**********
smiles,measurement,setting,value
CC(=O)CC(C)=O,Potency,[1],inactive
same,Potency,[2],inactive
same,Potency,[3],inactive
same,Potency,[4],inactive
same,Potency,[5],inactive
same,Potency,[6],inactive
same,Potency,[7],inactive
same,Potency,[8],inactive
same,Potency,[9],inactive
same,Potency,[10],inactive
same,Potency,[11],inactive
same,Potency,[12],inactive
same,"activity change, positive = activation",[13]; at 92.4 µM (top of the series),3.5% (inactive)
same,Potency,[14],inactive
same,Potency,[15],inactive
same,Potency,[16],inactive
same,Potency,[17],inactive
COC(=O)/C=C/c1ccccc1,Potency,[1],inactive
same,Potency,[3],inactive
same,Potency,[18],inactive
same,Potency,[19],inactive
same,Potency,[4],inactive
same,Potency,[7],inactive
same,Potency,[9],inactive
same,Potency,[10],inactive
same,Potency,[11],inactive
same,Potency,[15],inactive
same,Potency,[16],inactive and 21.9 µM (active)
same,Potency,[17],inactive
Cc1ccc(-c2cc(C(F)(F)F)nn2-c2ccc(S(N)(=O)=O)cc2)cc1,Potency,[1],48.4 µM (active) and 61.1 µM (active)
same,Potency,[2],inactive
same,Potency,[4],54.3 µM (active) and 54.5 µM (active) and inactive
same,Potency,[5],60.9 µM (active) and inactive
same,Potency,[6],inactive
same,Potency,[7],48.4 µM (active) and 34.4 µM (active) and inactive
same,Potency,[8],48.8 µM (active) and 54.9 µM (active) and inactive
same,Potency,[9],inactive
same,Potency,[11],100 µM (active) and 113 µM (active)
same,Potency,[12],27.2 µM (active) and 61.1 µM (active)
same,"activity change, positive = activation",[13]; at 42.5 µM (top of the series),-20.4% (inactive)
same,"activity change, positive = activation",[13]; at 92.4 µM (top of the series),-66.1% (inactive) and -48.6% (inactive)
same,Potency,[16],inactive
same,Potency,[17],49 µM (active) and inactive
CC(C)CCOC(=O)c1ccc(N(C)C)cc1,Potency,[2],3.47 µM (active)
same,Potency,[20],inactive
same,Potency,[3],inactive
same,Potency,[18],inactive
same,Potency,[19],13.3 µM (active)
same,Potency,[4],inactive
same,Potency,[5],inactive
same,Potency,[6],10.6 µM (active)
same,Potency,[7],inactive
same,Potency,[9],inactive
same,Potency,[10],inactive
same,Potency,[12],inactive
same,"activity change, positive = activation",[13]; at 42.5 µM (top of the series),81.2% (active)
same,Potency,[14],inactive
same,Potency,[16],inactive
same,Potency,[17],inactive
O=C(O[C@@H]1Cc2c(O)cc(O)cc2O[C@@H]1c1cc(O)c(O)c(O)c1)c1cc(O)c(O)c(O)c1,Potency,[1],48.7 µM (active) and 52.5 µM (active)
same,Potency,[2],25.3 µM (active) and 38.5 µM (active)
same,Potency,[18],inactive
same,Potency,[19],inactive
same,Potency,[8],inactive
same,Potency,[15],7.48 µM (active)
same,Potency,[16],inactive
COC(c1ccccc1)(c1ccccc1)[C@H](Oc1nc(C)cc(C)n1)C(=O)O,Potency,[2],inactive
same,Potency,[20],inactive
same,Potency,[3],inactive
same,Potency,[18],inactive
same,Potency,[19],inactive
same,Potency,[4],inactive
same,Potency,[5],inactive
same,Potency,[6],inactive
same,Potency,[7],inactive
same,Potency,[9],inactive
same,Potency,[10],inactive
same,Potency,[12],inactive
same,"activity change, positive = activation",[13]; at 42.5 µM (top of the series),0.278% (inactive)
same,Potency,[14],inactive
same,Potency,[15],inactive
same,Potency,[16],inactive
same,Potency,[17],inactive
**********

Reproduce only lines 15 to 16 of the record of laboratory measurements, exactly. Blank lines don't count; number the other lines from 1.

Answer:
same,Potency,[14],inactive
same,Potency,[15],inactive